Scottish author and editor Paul Barnett, 70, who wrote SF mostly as John Grant, died February 3, 2020. In addition to his extensive writing career, he worked in publishing, serving as a commissioning editor at art book publisher Paper Tiger from 1997-2004; for his work there, he won a Chesley Award for best art director in 2002, and received a World Fantasy Award nomination the following year. He edited The ...Read MoreRead more
Author and editor Christopher Tolkien, 95, son and literary executor of J.R.R. Tolkien, died January 15, 2020 in Provence, France. Tolkien dedicated his life to his father’s work, editing and shepherding into print more than a score of the elder Tolkien’s books. He organized and edited the The Silmarillion (1977), Unfinished Tales (1980), and the 12 volumes of The History of Middle-earth (1983), along with The Children of Húrin (2007), ...Read MoreRead more
Artist Steve Stiles, 76, died January 12, 2020 shortly after announcing a diagnosis of terminal cancer. He lived in Maryland. Stiles was one of fandom’s best-known artists, first nominated for a Best Fan Artist Hugo in 1967, and winning in 2016; he received 17 nominations in all. He won 15 FAAn Awards for his fanzine work (the first in 2001, the last in 2016), and in 1998 won the first ...Read MoreRead more
Author and legendary Rush drummer and lyricist, Neil Peart, 67, died on January 7, 2020, after a long struggle with brain cancer.
Neil Ellwood Peart was born September 15, 1952 in Hamilton, Ontario and joined the band Rush in 1974. Peart played with lead singer and bassist Geddy Lee and guitarist Alex Lifeson for 45 years to sell-out audiences in the largest venues until the band’s retirement in 2015. Rush ...Read MoreRead more
Author Mike Resnick, 77, died January 9, 2020 of lymphoma. Resnick was a prolific and acclaimed SF, nominated 27 times for Hugo Awards and winning five. His Hugo Award winners include his first nomination “Kirinyaga” (1988), “The Manamouki” (1990), “Seven Views of Olduval Gorge” (1994), “The 43 Antarean Dynasties” (1997), and “Travels with My Cats” (2004), and his most recent fiction nomination was for “The Homecoming” (2011). His winners and ...Read MoreRead more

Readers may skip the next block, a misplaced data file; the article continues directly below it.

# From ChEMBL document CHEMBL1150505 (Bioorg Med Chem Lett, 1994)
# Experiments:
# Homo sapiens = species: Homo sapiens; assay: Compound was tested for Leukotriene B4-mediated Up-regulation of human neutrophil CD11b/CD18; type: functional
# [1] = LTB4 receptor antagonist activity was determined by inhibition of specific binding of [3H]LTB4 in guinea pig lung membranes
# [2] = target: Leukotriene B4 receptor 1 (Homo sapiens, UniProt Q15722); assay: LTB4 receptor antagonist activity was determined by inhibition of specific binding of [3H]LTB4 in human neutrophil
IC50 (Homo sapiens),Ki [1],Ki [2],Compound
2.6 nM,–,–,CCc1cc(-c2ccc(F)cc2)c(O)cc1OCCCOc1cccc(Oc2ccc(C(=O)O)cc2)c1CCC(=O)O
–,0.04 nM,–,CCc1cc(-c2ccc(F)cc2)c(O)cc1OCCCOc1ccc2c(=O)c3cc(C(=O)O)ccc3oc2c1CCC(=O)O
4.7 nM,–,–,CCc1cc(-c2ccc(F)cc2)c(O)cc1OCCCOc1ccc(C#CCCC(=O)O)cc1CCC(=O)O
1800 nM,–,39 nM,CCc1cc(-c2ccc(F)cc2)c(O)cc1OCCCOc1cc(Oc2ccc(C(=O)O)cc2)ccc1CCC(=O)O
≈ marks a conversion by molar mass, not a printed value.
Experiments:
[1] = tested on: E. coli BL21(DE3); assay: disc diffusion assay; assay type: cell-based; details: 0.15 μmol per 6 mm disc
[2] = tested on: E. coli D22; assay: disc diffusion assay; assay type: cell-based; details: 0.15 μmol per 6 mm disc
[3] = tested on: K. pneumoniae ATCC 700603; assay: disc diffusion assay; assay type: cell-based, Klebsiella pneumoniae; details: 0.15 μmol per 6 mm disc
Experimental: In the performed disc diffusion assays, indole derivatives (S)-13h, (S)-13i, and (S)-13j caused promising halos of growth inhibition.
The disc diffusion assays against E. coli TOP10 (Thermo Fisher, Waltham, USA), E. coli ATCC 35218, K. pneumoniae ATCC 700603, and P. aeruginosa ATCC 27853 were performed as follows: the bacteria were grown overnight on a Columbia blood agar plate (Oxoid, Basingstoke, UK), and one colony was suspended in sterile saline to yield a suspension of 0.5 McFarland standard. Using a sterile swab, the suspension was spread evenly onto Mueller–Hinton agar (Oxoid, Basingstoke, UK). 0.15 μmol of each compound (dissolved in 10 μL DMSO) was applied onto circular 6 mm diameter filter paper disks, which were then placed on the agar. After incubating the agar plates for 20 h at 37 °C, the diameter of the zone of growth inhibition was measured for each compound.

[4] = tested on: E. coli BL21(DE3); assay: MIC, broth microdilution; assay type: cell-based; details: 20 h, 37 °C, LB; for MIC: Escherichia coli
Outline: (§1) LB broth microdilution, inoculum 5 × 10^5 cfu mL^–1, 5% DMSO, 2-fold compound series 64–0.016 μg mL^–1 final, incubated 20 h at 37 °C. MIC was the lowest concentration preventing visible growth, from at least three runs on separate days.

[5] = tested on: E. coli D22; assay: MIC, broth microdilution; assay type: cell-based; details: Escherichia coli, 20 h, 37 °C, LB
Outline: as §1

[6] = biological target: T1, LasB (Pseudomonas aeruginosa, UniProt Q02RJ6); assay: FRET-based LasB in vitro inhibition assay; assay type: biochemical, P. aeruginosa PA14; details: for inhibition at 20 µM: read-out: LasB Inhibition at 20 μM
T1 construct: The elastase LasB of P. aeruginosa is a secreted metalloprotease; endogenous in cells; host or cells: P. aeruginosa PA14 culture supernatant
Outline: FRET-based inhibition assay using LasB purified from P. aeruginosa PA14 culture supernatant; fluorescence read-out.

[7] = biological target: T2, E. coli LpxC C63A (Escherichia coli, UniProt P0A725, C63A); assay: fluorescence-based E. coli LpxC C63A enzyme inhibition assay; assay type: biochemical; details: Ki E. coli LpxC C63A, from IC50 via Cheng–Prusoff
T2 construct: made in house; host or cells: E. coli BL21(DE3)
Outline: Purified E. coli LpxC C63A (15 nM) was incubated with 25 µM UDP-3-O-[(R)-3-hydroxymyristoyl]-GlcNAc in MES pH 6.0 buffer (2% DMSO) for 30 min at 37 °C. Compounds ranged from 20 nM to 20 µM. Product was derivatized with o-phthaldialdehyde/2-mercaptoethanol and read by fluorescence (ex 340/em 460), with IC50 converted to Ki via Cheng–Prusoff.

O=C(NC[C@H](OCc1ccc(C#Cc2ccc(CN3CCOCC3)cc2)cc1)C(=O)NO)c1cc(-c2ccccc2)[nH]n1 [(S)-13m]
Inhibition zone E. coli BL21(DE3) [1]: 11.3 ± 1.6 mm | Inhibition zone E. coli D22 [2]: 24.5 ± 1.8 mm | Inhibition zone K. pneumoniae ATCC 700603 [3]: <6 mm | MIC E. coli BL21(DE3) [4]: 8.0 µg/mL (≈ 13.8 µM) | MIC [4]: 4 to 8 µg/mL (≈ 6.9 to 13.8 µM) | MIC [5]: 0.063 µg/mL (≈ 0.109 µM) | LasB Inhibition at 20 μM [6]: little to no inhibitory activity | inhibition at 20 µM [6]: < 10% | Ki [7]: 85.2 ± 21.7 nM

Visual futurist and artist Syd Mead, 86, died December 30, 2019 in Pasadena CA. Mead is most famous for his signature work in movies Blade Runner and Tron, as well as 2010, Star Trek, Short Circuit, Mission: Impossible III, and Aliens, most recently working on Blade Runner 2049. His artistic visions of the future were the platform for his career in both industry design ...Read MoreRead more
Scottish author Alasdair Gray, 85, died December 29, 2019 at Queen Elizabeth University Hospital in Glasgow. Gray was famed as a playwright, poet, and novelist, and his literary fiction often included elements of the fantastic. His first work of SF interest was “The Star” (1951), an homage to H.G. Wells, and was collected with other speculative work in Unlikely Stories (1983). His most famous book is debut novel Lanark: A ...Read MoreRead more
Longtime Locus contributor Ian Covell, 66, died December 11, 2019 in Middlesbrough, England. Born in 1953, Covell began compiling Locus‘s monthly British Books Received column in 1994, providing our readers with a view of UK publishing for 25 years. He wrote bibliographies J.T. McIntosh, Memoir and Bibliography (1987), An Index to DAW Books (1989), and A.E. van Vogt: Master of Null-A (1997, with Phil Stephenson-Payne), and co-edited issues of The ...Read MoreRead more
Writer Andrew Weiner, 70, died December 3, 2019, in Toronto, after a short illness. He published over 40 SF stories and two SF novels. His first sale was “Empire of the Sun” to Harlan Ellison’s Again, Dangerous Visions (1972), and other work appeared in Asimov’s, F&SF (including the cover stories in August 1987 and September 1992), and Interzone. Two collections of his fiction were published: Distant Signals and Other Stories ...Read MoreRead more
Gahan Allen Wilson, 89, died on November 21, 2019 from complications of dementia. A widely published cartoonist and artist, he was best known for his dark humor and macabre sensibilities.
Gahan Wilson’s work first appeared in Amazing Stories in 1954, but he became nationally known through art in slick magazines including Colliers, Playboy, and later The New Yorker. In 1964, he began a continuing association with F&SF, as cartoonist and ...Read MoreRead more
SF writer and doctor Michael Blumlein, 71, died October 24, 2019 of lung cancer.
His debut novel The Movement of Mountains appeared in 1987, and was followed by X,Y (1993; adapted as a feature film in 2004), and The Healer (2005). His first SF story, “Tissue Ablation and Variant Regeneration: A Case Report” (1984) appeared in Interzone. Other notable stories include World Fantasy Award finalist “The Brains of Rats”(1986), Stoker ...Read MoreRead more